From the first day we met, in 1950, I addressed you as Dr. Wilkins. This, of course, was a mark of respect that is characteristic of the European culture. In later years, some of the fellows of my age or even younger called you Lawson; I never could do this because of the enormous respect I always had for you. Even when I came to see you at Hopkins on the last day of your life, I asked, “How are you doing, Dr. Wilkins?” I hope that you will understand that it is out of respect and not lack of affection if I continue in this chapter to address you as Dr. Wilkins.

Clearly this memoir is about you, Dr. Wilkins, but starting in 1950, you have played such a major role at the most important junctions of my life that it is hard for me to separate my life from yours. First in 1950, you were willing to bring me to the Johns Hopkins Hospital. Then in 1952, when I had to make a decision on what to do next after two years of fellowship, you convinced me not only that I should come back to the United States but also that I should enlarge my field of knowledge by going to another center in order to learn more basic science. For that purpose you wrote to many of your friends about available post-doctoral fellowships and helped me choose among them. This is when I went to work at the University of Utah in Salt Lake City. In 1955, when I was ready to leave Salt Lake City and was planning to join John Crigler in Boston at the Children’s Hospital, you gave me a call along with a letter asking me to come back to Baltimore as an Assistant Professor. And, of course, I did. In the following years after my return to Baltimore, you hinted on many occasions about my getting married. You even made some suggestions. Eventually, when I married Barbara in 1960, you were one of the wedding party of five. Later when I considered moving to the University of Florida in Gainesville, you asked Bill Thomas to give you a little time to figure out how you could keep me in Baltimore. And there again I did what you suggested. So I usually find it difficult to talk about Lawson Wilkins without recounting my life and career.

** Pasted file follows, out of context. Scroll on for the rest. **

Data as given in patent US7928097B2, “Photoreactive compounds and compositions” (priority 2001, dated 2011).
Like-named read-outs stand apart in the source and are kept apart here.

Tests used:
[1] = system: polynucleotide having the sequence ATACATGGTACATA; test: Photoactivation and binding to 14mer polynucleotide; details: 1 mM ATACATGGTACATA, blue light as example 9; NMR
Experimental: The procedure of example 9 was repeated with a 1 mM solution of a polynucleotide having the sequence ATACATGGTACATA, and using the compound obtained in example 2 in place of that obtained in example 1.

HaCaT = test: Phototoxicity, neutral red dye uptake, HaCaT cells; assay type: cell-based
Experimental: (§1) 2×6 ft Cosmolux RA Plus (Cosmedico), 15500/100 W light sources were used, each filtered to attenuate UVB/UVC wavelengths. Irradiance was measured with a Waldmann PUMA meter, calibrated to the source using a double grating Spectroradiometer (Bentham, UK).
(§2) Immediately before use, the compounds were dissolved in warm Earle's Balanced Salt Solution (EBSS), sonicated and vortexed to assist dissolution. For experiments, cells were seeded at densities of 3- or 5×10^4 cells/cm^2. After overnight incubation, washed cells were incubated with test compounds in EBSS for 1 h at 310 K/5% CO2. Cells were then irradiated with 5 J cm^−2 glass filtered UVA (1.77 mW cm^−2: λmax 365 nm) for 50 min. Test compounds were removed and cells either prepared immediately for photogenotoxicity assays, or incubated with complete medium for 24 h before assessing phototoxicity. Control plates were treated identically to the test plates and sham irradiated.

University of Paris, School of Medicine (1949)

My eagerness to visit the United States initially arose from a rich personal experience.

In 1949, there was only one medical school in Paris, the University of Paris. However, the clinical clerkships could be taken in all the hospitals around the city. I chose the Hopital des Enfants Malades in Necker. There, I worked with Professor Julien Huber and Professor Sotirios Briskas. (Figure 1) Indeed, I did my medical thesis in that department. Dr. Briskas had a sister in Chicago who had two sons and a daughter. During the Second World War, both sons were in the armed forces. Both of them came to France; the oldest was killed in the Battle of the Bulge in Bastogne. At the time of this battle, I was in Rethel (Ardennes) about 50 miles south of Bastogne. I could hear the deep rolling noise of the artillery and it was quite frightening.
Figure 1

The “consultation externe” at the Hopital des Enfants Malades. (1948)

His brother and sister, William and Stella Nanos, decided to visit their uncle in Paris and also to go to the grave of their brother who was in the large American Cemetery of Bastogne. Dr. Briskas had asked me to help entertain them. We eventually visited their brother’s grave. We drove there with my family. This was a powerfully emotional experience for them and for me. Of course it brought us closer together and during their nine months in Paris, we were extremely close. The day they left was a sad day for all of us and we promised to see each other again in the future.